Memories of the Art Craft Building Holiday Sale

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I am still humbled and honored to have been asked to set up our soap and silk stand at the Art Craft Building Holiday Sale a week and a half ago.  Such amazing and talented professional artists offer such inspiration and encouragement.  Advertising the show was a joy and candy to the eyes with the beautiful blown glass, ceramic pieces, unique assemblage art and high end unique jewelry.  And arriving at the building there was quite a team spirit and sense of eager anticipation in the air.

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Steve and I had a corner of the building, giving us windows on two sides.  Ideal for displaying silk, especially the larger pieces.  I had just finished a 4 foot square silk in a new pattern to me… a large sunflower.  The centers delicately hint of seeds, the petals of the flower were in a watercolor abstraction… luxurious colors that might look amazing.  Thankfully i had my magnetic pins with me, and the magnets secured them in place.  The sunflower looked amazing hanging in that window, and even more fun as you looked up from outside:

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It was a quick shot from my cell phone as we were about to turn the  corner into the street… and wouldn;t you know the ice and slush that had been firmly hanging on to the top of the windshield gave way as i clicked it.  Drat, and there was no second chance because we had to take the turn.  Oddly when i posted this on facebook a ton of people thought this was very interesting, and that the ice looked alot like santa and his reindeer flying through.  Hmmm, unplanned happy accident!

I hung the other floral focused 4 foot square scarf on the other window, immediately behind our checkout, and it also looked wonderful.

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We met such talent… our neighbors were Billy Ritter, the potter who runs Art House’s ceramics program.  He tells stories by sketching (scrifido?) on the outside of pottery telling stories… not just any stories – the headlines of the news, the social issues of our times, the mysteries of life and the interesting thoughts that we seldom express. I loved watching as people would stop and look at his showpiece, a large vessel paying homage to the news report of the controversial police shooting of those two people after a long chase through Cleveland and East Cleveland.    He also replicated a large 357  six shooter in clay… interesting.

And the neighbor on the other corner was Patty Fields, who upcycles unique vintage things, like the round typewriter keys from 1920’s typewriters, set in bezels of silver, and delicately linked into bracelets, or as drop pendants with a pearl.  Her style is crisp, clean, well done.  Her materials are a rare and limited commodity that are handled with a deft hand, and a fine set of metal-smithing skills.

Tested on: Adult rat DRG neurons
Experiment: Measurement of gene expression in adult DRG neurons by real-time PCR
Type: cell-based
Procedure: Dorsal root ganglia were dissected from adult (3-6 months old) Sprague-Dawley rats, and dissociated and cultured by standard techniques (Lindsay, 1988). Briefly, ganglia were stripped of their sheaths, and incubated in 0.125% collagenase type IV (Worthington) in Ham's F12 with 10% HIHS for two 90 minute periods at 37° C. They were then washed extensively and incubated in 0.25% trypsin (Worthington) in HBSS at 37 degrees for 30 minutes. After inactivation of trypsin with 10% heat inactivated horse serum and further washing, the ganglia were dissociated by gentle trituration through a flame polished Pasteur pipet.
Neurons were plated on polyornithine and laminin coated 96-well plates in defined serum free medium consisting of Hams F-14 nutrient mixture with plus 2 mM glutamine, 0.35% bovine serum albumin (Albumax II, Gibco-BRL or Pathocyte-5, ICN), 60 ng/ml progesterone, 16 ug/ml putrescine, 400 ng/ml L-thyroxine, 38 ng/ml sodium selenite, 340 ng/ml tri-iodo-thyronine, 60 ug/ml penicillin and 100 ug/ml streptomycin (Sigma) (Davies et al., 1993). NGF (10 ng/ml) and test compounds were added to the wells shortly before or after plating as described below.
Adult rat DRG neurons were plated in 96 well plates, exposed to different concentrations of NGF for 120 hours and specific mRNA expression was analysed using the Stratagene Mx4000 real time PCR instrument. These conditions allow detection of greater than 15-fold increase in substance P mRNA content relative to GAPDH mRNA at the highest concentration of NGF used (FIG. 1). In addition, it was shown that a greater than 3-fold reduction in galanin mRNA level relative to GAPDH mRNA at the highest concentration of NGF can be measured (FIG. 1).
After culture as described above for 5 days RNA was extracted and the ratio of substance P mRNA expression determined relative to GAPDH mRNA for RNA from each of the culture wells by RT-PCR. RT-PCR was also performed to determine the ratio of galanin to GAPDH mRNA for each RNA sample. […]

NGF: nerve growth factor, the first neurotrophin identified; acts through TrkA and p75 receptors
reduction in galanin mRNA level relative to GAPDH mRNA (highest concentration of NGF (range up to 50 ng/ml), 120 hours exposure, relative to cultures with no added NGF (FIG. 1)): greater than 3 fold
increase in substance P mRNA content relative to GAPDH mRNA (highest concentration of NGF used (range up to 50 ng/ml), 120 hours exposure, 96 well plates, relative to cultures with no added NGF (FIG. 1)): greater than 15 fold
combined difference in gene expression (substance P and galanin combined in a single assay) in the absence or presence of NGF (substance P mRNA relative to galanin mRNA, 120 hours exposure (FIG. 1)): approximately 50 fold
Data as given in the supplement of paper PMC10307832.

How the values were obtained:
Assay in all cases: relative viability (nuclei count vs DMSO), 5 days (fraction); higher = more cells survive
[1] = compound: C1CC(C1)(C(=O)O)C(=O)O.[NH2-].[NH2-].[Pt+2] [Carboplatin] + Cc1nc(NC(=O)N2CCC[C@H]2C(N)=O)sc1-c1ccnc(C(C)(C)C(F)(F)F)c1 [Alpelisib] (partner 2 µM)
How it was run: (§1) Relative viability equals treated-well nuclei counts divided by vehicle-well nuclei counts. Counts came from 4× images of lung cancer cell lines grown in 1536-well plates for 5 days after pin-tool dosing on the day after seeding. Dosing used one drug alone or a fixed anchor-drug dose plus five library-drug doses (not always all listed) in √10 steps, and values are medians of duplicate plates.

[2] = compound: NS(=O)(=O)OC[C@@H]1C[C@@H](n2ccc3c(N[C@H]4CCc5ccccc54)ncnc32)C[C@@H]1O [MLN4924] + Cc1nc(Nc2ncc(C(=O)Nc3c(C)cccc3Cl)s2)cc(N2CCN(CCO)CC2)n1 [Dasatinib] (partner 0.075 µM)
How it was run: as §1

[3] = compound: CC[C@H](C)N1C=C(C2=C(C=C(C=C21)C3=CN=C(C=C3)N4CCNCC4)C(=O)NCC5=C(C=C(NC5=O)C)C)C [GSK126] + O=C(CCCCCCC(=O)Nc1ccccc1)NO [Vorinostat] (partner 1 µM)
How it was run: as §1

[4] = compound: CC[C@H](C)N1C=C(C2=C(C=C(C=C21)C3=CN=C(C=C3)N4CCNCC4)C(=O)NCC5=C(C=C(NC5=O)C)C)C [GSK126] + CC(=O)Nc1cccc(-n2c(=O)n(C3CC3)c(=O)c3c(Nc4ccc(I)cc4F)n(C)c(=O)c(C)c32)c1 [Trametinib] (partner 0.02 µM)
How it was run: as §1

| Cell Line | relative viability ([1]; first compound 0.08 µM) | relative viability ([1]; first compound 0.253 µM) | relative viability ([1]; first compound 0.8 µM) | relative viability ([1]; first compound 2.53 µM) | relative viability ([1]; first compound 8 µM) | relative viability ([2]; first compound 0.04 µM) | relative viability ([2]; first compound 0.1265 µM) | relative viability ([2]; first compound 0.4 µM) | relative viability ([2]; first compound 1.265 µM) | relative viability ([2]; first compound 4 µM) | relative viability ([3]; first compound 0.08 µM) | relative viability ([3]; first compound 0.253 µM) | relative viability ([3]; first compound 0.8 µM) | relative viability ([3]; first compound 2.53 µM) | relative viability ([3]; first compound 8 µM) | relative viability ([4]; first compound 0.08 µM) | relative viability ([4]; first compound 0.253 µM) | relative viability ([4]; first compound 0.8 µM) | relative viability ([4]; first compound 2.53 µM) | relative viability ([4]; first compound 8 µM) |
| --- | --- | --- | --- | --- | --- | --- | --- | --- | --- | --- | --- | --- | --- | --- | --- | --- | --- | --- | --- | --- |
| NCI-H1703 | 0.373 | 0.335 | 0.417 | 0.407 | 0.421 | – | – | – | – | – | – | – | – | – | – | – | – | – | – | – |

Next to Patty was an unusual pair of 8 year old twin boys that created unique dolls made of scraps of fabric, drapery, rick rack, fringe, drapery embellishments, buttons, ribbon and whatever they could imagine sewing together.  Enterprising young men, they were challenged by their mom to earn their own money for things they wanted… that new iPod, that new game.  This was their second year, and they came loaded with a huge rack of their creations, each with its own card announcing their maker, and the name their stuffed doll was given.  We could not resist supporting the cause, and bought Phyllis, pictured above.  She now has a place of honor atop our computer on our desk.  She is a lesson that that good old American spirit is alive and well, and still quite possible.  It only takes hard work, initiative, and determination to succeed.  One day Phyllis will be a collectors item, and we got her as a memorial to those boys and their determination.

Our host, Mark Yasenchack is a talented ceramic artist who makes so many amazing things.  My eyes were wide eyed with wonder.  He was a wonderful host, and i think he was happy that we were there.  We remain very grateful and thankful for his invitation.  Art Craft was our single best two day show in his tory… loved the clientele. They were knowlegable, and educated, and loved beautiful things, appreciated the skills that went into making them, and had the resources to buy so many wonderful things.  It will remain a cherished memory in our minds.  And we have been invited back for next year!  yeah!


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